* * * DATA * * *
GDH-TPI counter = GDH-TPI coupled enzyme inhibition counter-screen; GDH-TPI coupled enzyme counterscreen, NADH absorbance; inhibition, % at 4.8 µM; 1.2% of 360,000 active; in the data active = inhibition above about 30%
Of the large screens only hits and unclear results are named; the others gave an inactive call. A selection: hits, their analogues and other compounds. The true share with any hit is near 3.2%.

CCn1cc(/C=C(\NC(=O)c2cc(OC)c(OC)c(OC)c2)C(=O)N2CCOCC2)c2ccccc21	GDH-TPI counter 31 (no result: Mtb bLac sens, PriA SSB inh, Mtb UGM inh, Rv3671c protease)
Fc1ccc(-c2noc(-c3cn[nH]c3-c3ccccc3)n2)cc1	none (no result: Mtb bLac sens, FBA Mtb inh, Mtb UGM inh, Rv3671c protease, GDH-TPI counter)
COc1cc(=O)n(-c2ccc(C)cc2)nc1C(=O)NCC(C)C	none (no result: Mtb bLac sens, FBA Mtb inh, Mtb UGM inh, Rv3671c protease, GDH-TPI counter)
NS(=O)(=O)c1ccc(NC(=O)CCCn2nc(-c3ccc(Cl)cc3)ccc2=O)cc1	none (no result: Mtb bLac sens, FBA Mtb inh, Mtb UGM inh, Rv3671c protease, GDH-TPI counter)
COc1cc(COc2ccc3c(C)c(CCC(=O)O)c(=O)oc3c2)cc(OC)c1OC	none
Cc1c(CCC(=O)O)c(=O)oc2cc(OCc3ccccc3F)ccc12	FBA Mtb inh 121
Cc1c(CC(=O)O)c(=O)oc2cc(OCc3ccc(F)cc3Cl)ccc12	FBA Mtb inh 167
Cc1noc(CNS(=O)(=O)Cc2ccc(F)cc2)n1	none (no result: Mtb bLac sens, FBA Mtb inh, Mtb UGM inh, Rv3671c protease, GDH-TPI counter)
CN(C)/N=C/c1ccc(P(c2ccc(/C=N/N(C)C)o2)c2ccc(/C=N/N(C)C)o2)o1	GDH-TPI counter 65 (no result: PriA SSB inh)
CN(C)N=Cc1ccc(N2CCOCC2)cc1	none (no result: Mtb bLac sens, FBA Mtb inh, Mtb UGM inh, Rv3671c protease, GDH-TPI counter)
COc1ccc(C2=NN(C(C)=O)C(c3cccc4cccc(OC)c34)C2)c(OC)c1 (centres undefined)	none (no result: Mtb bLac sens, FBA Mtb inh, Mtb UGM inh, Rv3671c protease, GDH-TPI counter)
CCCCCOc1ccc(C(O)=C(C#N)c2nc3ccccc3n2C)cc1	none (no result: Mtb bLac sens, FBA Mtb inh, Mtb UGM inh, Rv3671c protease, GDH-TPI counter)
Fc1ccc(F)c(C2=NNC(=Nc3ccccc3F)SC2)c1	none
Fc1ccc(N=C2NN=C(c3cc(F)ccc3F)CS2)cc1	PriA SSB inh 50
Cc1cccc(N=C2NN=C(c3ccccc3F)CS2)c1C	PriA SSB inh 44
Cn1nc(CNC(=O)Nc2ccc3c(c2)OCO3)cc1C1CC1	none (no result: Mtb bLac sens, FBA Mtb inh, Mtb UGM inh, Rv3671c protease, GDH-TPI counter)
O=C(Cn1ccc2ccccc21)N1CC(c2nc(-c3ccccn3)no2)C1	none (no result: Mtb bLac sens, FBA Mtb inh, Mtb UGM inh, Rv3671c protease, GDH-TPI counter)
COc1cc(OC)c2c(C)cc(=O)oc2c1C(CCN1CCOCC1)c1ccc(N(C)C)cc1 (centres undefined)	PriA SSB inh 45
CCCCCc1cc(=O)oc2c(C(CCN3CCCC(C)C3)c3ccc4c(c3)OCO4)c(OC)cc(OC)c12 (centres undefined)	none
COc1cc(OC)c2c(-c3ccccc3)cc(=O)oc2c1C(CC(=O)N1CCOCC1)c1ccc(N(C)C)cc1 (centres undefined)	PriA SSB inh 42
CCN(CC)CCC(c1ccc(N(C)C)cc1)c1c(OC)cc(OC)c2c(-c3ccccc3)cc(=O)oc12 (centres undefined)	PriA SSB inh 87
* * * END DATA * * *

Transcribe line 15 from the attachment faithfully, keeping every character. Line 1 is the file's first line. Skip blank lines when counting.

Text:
Fc1ccc(F)c(C2=NNC(=Nc3ccccc3F)SC2)c1	none